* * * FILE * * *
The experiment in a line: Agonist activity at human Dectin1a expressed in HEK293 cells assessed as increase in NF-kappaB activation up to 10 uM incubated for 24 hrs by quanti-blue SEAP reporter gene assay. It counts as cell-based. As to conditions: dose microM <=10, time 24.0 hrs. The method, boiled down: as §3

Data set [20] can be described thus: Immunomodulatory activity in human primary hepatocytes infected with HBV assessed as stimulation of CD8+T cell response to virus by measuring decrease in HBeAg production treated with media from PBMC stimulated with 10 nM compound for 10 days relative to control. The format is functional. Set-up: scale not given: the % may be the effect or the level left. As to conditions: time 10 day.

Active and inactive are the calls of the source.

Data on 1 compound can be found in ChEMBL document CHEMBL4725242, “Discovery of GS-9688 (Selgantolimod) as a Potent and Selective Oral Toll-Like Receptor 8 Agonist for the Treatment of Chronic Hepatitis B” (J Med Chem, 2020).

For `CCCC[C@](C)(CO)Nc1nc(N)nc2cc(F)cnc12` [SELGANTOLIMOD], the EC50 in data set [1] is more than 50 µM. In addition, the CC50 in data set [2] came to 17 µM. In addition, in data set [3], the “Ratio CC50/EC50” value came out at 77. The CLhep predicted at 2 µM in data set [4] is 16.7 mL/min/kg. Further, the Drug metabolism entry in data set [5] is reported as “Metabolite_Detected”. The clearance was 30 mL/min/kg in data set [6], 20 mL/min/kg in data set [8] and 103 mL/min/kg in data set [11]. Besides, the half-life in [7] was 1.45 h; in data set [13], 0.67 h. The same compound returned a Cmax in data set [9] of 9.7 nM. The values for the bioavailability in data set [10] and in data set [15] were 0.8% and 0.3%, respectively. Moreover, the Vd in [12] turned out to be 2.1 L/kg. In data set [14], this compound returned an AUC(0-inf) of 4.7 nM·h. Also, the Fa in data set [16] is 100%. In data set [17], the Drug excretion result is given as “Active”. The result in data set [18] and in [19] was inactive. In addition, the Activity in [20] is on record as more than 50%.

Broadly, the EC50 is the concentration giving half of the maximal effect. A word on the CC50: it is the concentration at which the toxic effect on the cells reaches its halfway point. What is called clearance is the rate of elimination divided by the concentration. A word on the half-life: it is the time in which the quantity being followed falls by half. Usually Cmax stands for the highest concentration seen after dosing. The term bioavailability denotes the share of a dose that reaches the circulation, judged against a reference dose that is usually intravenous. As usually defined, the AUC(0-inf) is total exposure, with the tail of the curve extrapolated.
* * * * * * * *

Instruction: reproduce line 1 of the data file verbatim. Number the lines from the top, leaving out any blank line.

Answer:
The experiment in a line: Agonist activity at human Dectin1a expressed in HEK293 cells assessed as increase in NF-kappaB activation up to 10 uM incubated for 24 hrs by quanti-blue SEAP reporter gene assay. It counts as cell-based. As to conditions: dose microM <=10, time 24.0 hrs. The method, boiled down: as §3